The advantages of total pelvic-femoral endoprosthesis adopting dual mobility endoprosthesis
Endoprosthesis is a high-tech therapeutic approach that involves replacing the injured joint with new material (implant), during which the yogic machinery of the joint is preserved and, as a result, it operates correctly.
A traumatologist at the „New Life” Clinic, Mikheil Periashvili, discusses dual mobility in endoprosthetics.
-What exactly is endoprosthesis, and what does the term new approaches imply?
-It is the replacement of any diseased human joint with an artificial joint in orthopedics, and the modern approach focuses on restoring the patient's capacity to function as soon as possible, at the expense of lowering surgical risks and subsequent complications.
-When is an endoprosthesis required?
-When conservative treatment is inadequate and the function of the lower leg is damaged, accompanied by severe discomfort and restriction of joint movement, treatment with this method is required. The condition described above is caused by both severe damage and chronic progressive disorders such as joint arthrosis and osteoporosis.
-Can you tell us about the different types and components of endoprostheses?
-Depending on the location and type of pathology, different forms of the prosthesis can be employed. To treat pelvic-osteoarthritis (coxarthrosis), for example, standard or dual mobility endoprostheses consisting of a chemically and biologically inert metal alloy such as titanium and stainless steel are employed. In addition, some prosthesis components are comprised of ceramic and high molecular weight polyethylene, which decreases wear and increases the so-called prosthesis life expectancy.
-Which clinical trials are conducted for diagnosis?
-To diagnose skeletal system diseases, radiographic examinations are conducted such as:
- Computed tomography;
Magnetic resonance imaging may also be used to detect aseptic bone necrosis. (At this point, the dead region of the bone is slowly absorbed, and scar tissue forms in its stead, leading to femoral aseptic necrosis. Such alterations are particularly common following the commencement of Pertussis disease, in adulthood, and throughout the post-traumatic period.
-In what cases is it necessary to use an artificial joint?
-Replacement of any joint with an endoprosthesis is required if the patient's capacity to work is impaired, which has a substantial impact on the socialization process. One of the primary goals of these surgeries is to restore the limb's musculoskeletal function as well as to re-socialize the patient. After surgery, the patient is able to resume employment and regular activities without pain or restrictions.
-What is a dual mobility implant?
-A modern model of the pelvic-femoral joint prosthesis is the double mobility implant. When compared to a typical mobility prosthesis, it allows for a greater amplitude of lower limb movement and reduces the likelihood of it falling. A dual mobility endoprosthesis, as opposed to a standard prosthesis, improves the range of motion of the joint to 187 degrees, whereas a typical prosthesis is limited to a 90-degree angle. With this convenience, patients are no longer forbidden from refraining from motions such as:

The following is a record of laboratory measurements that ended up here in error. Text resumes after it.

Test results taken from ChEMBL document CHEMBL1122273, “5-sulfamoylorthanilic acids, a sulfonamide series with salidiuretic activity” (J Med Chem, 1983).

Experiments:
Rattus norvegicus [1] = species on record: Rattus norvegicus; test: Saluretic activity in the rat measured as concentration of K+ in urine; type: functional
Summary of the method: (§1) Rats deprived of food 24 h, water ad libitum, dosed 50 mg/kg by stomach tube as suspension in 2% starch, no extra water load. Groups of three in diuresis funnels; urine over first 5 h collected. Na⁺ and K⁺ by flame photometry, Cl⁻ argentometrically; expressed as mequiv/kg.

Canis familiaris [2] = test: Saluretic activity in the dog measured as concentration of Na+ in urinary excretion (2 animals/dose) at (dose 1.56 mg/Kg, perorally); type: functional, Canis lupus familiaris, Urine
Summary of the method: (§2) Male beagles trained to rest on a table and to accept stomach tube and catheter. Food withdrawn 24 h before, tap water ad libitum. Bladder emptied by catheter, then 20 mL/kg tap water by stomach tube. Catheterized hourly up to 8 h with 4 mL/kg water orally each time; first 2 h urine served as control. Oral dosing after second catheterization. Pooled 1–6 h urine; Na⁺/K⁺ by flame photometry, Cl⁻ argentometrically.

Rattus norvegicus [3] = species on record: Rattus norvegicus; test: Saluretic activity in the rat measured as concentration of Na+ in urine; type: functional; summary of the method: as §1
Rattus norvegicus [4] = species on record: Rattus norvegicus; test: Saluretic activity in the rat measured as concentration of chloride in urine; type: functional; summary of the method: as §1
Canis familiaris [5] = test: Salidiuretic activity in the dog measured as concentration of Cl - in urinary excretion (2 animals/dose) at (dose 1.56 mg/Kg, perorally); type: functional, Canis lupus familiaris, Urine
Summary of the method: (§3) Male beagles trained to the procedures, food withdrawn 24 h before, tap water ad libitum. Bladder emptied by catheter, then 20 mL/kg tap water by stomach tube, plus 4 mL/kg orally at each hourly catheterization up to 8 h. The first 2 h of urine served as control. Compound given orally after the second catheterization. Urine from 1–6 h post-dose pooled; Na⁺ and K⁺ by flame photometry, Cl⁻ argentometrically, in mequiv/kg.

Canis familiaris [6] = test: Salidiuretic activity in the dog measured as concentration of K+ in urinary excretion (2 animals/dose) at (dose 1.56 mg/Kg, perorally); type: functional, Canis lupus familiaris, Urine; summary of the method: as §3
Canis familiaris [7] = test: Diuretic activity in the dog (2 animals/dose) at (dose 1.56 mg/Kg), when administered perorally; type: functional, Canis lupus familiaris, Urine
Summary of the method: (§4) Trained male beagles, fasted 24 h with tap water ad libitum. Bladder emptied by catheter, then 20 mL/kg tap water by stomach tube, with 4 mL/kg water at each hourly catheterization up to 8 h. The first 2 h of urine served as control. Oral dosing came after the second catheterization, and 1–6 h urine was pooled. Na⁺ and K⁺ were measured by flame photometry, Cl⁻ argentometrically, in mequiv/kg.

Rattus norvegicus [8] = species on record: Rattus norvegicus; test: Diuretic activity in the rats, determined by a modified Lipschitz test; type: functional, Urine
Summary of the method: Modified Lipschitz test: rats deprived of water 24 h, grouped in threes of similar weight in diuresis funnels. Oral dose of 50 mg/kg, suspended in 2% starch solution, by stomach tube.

- Sitting on a low chair;
- Climbing or descending stairs;
- Exercising and walking over an extended period of time;
- Sports activity;
-Does the patient require preoperative endoprosthesis preparation?
-For surgical intervention, standard preoperative preparation is required. All laboratory and radiographic investigations required to determine the patient's overall health are performed:
- General blood test;
- General analysis of urine;
- Determination of blood glucose;
- Infections (hepatitis test, HIV infection);
Patients should also refrain from eating or drinking after 20:00 hours before surgery, fluids after 24:00 hours, and alcohol after 72 hours; antithrombotic prophylactic therapy is administered prior to the operation. Patients who require the involvement of cardiologists, neurologists, or other specialists should have a preoperative consultation.
-How long does the patient stay at the clinic, and how long is the rehabilitation period?
-A standard postoperative period of 5 days is required following pelvic-thigh and knee endoprosthesis. The patient begins to activate and walk independently inside the ward on the third day after surgery, while additional rehabilitation takes place in an outpatient setting under the care of a physician.
-What is the average lifespan of a dual mobility implant?
-A dual mobility implant has an average lifespan of 20-25 years. Furthermore, it is critical to know how well the patient will adhere to the doctor's recommendations throughout the early postoperative period and after surgery! Following a pelvic-femoral endoprosthesis, all patients will be provided a list of critical guidelines to consider.
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